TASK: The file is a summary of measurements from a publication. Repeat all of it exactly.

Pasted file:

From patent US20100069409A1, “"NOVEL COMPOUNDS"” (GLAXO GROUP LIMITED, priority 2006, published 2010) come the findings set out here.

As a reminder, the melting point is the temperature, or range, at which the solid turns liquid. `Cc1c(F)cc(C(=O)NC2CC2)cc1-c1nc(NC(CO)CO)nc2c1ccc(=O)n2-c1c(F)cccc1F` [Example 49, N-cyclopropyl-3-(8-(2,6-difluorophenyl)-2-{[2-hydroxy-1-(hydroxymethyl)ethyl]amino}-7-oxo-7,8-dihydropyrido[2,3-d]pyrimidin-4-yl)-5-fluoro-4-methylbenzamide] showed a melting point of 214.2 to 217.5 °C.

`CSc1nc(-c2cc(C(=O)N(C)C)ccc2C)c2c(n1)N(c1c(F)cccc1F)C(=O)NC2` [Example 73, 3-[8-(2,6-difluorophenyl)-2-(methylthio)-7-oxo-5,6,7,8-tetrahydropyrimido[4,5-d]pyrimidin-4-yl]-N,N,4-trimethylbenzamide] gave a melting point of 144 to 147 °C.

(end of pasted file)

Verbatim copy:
From patent US20100069409A1, “"NOVEL COMPOUNDS"” (GLAXO GROUP LIMITED, priority 2006, published 2010) come the findings set out here.

As a reminder, the melting point is the temperature, or range, at which the solid turns liquid. `Cc1c(F)cc(C(=O)NC2CC2)cc1-c1nc(NC(CO)CO)nc2c1ccc(=O)n2-c1c(F)cccc1F` [Example 49, N-cyclopropyl-3-(8-(2,6-difluorophenyl)-2-{[2-hydroxy-1-(hydroxymethyl)ethyl]amino}-7-oxo-7,8-dihydropyrido[2,3-d]pyrimidin-4-yl)-5-fluoro-4-methylbenzamide] showed a melting point of 214.2 to 217.5 °C.

`CSc1nc(-c2cc(C(=O)N(C)C)ccc2C)c2c(n1)N(c1c(F)cccc1F)C(=O)NC2` [Example 73, 3-[8-(2,6-difluorophenyl)-2-(methylthio)-7-oxo-5,6,7,8-tetrahydropyrimido[4,5-d]pyrimidin-4-yl]-N,N,4-trimethylbenzamide] gave a melting point of 144 to 147 °C.